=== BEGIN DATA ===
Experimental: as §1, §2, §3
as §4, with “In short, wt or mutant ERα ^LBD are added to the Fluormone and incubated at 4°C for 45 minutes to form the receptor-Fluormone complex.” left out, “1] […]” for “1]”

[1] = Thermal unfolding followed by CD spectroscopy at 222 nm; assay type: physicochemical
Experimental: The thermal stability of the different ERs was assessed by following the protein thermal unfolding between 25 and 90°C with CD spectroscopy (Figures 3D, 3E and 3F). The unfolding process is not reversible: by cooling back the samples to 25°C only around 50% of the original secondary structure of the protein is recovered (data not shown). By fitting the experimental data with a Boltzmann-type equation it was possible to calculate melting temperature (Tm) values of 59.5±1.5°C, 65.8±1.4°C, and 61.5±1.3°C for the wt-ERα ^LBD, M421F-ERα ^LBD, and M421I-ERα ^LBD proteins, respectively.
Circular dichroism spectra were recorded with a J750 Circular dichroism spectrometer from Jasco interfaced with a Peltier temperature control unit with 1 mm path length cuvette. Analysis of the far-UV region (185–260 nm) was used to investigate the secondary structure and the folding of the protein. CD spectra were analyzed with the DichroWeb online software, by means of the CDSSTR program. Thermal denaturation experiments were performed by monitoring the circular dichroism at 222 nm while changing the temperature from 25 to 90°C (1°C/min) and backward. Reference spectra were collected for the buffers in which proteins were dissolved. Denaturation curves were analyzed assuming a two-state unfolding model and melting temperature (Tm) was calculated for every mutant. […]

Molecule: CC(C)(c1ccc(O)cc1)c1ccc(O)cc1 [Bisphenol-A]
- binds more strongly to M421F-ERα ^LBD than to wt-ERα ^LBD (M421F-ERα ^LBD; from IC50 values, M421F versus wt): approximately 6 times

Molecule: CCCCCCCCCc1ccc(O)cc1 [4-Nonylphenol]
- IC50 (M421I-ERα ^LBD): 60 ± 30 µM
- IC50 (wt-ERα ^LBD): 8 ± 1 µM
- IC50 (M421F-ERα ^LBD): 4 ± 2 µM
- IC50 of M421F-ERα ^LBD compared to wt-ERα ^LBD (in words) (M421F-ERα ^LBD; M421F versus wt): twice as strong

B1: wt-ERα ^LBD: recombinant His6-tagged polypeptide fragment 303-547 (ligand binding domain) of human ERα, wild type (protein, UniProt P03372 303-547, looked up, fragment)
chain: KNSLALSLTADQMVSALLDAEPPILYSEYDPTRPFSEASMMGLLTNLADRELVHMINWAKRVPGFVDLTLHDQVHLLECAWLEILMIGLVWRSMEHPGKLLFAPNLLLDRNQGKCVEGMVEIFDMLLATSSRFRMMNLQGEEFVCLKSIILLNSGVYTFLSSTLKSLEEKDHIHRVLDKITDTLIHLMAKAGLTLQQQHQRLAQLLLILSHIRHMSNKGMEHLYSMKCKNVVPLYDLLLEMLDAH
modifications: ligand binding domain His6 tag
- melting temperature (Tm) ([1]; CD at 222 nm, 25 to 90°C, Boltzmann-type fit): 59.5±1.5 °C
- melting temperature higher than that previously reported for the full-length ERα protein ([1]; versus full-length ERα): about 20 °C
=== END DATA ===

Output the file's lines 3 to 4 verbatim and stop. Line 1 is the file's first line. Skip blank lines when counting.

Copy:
[1] = Thermal unfolding followed by CD spectroscopy at 222 nm; assay type: physicochemical
Experimental: The thermal stability of the different ERs was assessed by following the protein thermal unfolding between 25 and 90°C with CD spectroscopy (Figures 3D, 3E and 3F). The unfolding process is not reversible: by cooling back the samples to 25°C only around 50% of the original secondary structure of the protein is recovered (data not shown). By fitting the experimental data with a Boltzmann-type equation it was possible to calculate melting temperature (Tm) values of 59.5±1.5°C, 65.8±1.4°C, and 61.5±1.3°C for the wt-ERα ^LBD, M421F-ERα ^LBD, and M421I-ERα ^LBD proteins, respectively.